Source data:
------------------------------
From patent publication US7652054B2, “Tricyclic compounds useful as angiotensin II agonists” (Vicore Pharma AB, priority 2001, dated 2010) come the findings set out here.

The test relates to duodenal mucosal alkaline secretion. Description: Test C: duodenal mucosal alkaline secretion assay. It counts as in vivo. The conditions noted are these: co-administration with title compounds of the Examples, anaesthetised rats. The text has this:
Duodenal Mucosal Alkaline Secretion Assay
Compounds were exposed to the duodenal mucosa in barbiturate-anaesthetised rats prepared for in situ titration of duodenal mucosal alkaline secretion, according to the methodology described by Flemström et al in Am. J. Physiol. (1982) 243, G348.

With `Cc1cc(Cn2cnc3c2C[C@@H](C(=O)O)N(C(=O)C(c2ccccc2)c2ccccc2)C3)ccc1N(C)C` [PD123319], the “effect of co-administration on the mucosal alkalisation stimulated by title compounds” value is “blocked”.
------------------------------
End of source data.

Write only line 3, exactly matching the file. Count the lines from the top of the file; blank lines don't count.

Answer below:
Duodenal Mucosal Alkaline Secretion Assay